You see, Olivier, this Charlie Hebdo that was totally not racist when you were working there, but which  inexorably became so after you left it, does not need anti-racist lessons from you, and it’s the Arab who’s telling you so. Personally, I never worked with [Philippe] Val and I don’t know if I would have been able, as you were, to listen to his encomiums to Israel, a racist and colonial state, at every editorial meeting in order to keep my job. For me, it’s the pen of Charb, one of the most pro-Palestinian writers in the French press,  with which I find affinity. Charb, because of this lynching to which you are contributing through the confusion of your ideas, is today being threatened by al-Qaeda and lives under police protection. So which side is hatred on?

Collegial greetings [salutations collégiales],
Zaynab bint Mohammad ibn al-Mâatî al-Rhazwî al-Harîzî

38 thoughts on “If Charlie Hebdo is racist, then so am I — Zineb el-Rhazoui responds to Olivier Cyran

  1. Marx:
    “Religious suffering is, at one and the same time, the expression of real suffering and a protest against real suffering. Religion is the sigh of the oppressed creature, the heart of a heartless world, and the soul of soulless conditions. It is the opium of the people.

    The abolition of religion as the illusory happiness of the people is the demand for their real happiness. To call on them to give up their illusions about their condition is to call on them to give up a condition that requires illusions. The criticism of religion is, therefore, in embryo, the criticism of that vale of tears of which religion is the halo.”.

    It’s sad to see the argument retrograding to the Enlightenment era. Zineb have the right to fight her fight against Islam but not to mock those living out of the enlightened elite who stick to their “opium” in an increasingly cruel capitalist society that keeps them alienated. If you want them to abandon their illusions don’t call the Merkels and Sarkozys of this world to the defense of your right of expression; denounce thir hypocrisy instead.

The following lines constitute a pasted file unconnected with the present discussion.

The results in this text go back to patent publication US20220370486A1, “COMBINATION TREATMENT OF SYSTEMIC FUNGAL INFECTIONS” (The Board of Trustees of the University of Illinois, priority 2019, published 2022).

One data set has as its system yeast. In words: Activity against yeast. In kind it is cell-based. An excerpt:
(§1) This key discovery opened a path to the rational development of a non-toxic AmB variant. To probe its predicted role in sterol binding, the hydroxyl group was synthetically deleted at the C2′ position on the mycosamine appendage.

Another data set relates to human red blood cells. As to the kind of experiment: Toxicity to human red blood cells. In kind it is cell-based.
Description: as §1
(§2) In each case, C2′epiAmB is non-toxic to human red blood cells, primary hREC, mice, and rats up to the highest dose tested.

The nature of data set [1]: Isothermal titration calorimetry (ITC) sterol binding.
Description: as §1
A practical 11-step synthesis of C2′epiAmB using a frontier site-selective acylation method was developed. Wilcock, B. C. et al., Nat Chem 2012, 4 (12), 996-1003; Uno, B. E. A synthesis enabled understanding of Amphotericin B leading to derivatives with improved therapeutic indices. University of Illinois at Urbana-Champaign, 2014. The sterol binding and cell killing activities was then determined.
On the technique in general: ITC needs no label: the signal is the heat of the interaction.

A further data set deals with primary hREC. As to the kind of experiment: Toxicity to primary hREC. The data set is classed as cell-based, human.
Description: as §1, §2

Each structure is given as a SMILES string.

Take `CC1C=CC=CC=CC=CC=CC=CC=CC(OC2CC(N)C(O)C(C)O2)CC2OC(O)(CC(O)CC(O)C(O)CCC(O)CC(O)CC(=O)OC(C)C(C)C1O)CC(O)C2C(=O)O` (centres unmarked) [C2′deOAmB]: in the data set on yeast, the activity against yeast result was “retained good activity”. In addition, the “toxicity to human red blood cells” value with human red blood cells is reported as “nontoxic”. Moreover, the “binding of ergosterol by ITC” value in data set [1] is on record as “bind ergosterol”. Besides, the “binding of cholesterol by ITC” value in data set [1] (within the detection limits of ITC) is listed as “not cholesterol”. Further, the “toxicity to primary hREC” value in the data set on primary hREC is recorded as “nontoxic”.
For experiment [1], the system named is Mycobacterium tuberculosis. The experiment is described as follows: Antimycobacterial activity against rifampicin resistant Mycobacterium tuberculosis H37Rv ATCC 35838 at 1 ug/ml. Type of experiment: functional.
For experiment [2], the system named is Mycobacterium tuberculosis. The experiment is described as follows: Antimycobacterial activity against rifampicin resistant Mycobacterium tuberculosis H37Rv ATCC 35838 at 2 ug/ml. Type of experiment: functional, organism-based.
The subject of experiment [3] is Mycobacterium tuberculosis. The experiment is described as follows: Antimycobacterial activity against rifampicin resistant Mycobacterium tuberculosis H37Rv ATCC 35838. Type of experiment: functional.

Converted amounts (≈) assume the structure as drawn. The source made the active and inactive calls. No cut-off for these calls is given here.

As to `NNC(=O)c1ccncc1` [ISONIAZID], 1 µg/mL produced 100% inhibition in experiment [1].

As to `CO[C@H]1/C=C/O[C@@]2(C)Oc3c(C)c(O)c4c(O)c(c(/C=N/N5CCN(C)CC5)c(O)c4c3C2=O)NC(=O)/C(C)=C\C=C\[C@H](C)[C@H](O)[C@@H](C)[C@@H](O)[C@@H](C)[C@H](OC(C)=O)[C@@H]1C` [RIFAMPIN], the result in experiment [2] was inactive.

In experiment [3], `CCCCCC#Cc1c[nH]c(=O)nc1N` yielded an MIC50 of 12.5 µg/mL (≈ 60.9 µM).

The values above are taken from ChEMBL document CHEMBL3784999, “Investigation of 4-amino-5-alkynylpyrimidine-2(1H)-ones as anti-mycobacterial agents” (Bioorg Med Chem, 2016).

• first how dare you assume we’re all inherently victims who need to be coddled? racism is completely different from anti-religious rhetoric which is an ideology. yes there are problems with the way french government has set up its urban spaces, but there is the repression of the orthodox imams as well. it’s disgusting to me that you think they should be protected from satirization and criticism. hebdo is the only magazine in the country which decimated the marine le pens of the world & the religious dogma of societies with no double standards. they criticized arab hypocrisy on israel and israeli hypocrisy on palestine. they are heroes, zaineb has the right to say whatever the hell she wants. i have to decide how to maturely respond to it. the government has no right to tell anyone what to say – i am against holocaust denial laws for this reason as well. but hebdo is morally not the reverse dieudonne – that would be a false equivalence.

  2. Pingback: Charlie: We Publish ‘Provocative’ Bolshevik anti-Religious Caricatures. | Tendance Coatesy

    PLEASE correct this :
    ” it seems beyond question that Philippe Val — the editor who took over after 2001 — is an ardent Zionist and neocon creep. His promotion to this position would seem in line with the magazine’s overall rightward drift, post-9/11.”